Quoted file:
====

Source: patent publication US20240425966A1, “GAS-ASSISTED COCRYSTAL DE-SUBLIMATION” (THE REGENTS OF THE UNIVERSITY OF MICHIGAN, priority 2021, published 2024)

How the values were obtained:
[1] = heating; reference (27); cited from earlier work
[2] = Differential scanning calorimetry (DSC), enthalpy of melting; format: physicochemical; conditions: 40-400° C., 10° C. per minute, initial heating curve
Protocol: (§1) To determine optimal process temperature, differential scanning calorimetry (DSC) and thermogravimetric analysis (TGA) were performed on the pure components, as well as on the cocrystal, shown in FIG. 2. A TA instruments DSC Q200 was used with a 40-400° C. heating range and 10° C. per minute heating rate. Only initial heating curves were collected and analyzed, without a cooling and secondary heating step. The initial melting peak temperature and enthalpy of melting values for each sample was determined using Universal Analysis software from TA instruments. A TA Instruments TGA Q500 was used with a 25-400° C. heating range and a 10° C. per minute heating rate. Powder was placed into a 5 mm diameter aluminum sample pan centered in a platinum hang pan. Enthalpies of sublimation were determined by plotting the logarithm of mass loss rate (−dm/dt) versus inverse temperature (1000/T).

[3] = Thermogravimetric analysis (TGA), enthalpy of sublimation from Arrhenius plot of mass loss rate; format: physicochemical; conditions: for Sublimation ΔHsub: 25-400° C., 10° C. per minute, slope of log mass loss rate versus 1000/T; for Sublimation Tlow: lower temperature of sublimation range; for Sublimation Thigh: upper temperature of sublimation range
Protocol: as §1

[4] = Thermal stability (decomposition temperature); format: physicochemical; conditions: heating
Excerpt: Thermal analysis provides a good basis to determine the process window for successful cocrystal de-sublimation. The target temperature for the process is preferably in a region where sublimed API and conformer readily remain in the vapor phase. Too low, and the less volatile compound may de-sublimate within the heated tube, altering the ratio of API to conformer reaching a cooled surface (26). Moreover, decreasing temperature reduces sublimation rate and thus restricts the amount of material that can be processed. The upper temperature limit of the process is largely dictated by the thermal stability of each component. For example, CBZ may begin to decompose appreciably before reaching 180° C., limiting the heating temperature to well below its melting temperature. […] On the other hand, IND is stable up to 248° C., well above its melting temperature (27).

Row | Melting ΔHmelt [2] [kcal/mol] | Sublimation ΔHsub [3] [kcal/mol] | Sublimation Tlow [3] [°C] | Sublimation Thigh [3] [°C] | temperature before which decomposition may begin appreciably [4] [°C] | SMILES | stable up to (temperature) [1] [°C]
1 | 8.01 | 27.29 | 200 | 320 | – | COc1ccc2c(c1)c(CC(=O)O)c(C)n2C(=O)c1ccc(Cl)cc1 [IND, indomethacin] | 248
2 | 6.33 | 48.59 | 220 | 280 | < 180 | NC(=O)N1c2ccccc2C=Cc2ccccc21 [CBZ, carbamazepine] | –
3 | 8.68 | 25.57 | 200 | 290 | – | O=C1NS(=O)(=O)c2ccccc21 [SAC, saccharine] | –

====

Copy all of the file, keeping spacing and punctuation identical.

Source: patent publication US20240425966A1, “GAS-ASSISTED COCRYSTAL DE-SUBLIMATION” (THE REGENTS OF THE UNIVERSITY OF MICHIGAN, priority 2021, published 2024)

How the values were obtained:
[1] = heating; reference (27); cited from earlier work
[2] = Differential scanning calorimetry (DSC), enthalpy of melting; format: physicochemical; conditions: 40-400° C., 10° C. per minute, initial heating curve
Protocol: (§1) To determine optimal process temperature, differential scanning calorimetry (DSC) and thermogravimetric analysis (TGA) were performed on the pure components, as well as on the cocrystal, shown in FIG. 2. A TA instruments DSC Q200 was used with a 40-400° C. heating range and 10° C. per minute heating rate. Only initial heating curves were collected and analyzed, without a cooling and secondary heating step. The initial melting peak temperature and enthalpy of melting values for each sample was determined using Universal Analysis software from TA instruments. A TA Instruments TGA Q500 was used with a 25-400° C. heating range and a 10° C. per minute heating rate. Powder was placed into a 5 mm diameter aluminum sample pan centered in a platinum hang pan. Enthalpies of sublimation were determined by plotting the logarithm of mass loss rate (−dm/dt) versus inverse temperature (1000/T).

[3] = Thermogravimetric analysis (TGA), enthalpy of sublimation from Arrhenius plot of mass loss rate; format: physicochemical; conditions: for Sublimation ΔHsub: 25-400° C., 10° C. per minute, slope of log mass loss rate versus 1000/T; for Sublimation Tlow: lower temperature of sublimation range; for Sublimation Thigh: upper temperature of sublimation range
Protocol: as §1

[4] = Thermal stability (decomposition temperature); format: physicochemical; conditions: heating
Excerpt: Thermal analysis provides a good basis to determine the process window for successful cocrystal de-sublimation. The target temperature for the process is preferably in a region where sublimed API and conformer readily remain in the vapor phase. Too low, and the less volatile compound may de-sublimate within the heated tube, altering the ratio of API to conformer reaching a cooled surface (26). Moreover, decreasing temperature reduces sublimation rate and thus restricts the amount of material that can be processed. The upper temperature limit of the process is largely dictated by the thermal stability of each component. For example, CBZ may begin to decompose appreciably before reaching 180° C., limiting the heating temperature to well below its melting temperature. […] On the other hand, IND is stable up to 248° C., well above its melting temperature (27).

Row | Melting ΔHmelt [2] [kcal/mol] | Sublimation ΔHsub [3] [kcal/mol] | Sublimation Tlow [3] [°C] | Sublimation Thigh [3] [°C] | temperature before which decomposition may begin appreciably [4] [°C] | SMILES | stable up to (temperature) [1] [°C]
1 | 8.01 | 27.29 | 200 | 320 | – | COc1ccc2c(c1)c(CC(=O)O)c(C)n2C(=O)c1ccc(Cl)cc1 [IND, indomethacin] | 248
2 | 6.33 | 48.59 | 220 | 280 | < 180 | NC(=O)N1c2ccccc2C=Cc2ccccc21 [CBZ, carbamazepine] | –
3 | 8.68 | 25.57 | 200 | 290 | – | O=C1NS(=O)(=O)c2ccccc21 [SAC, saccharine] | –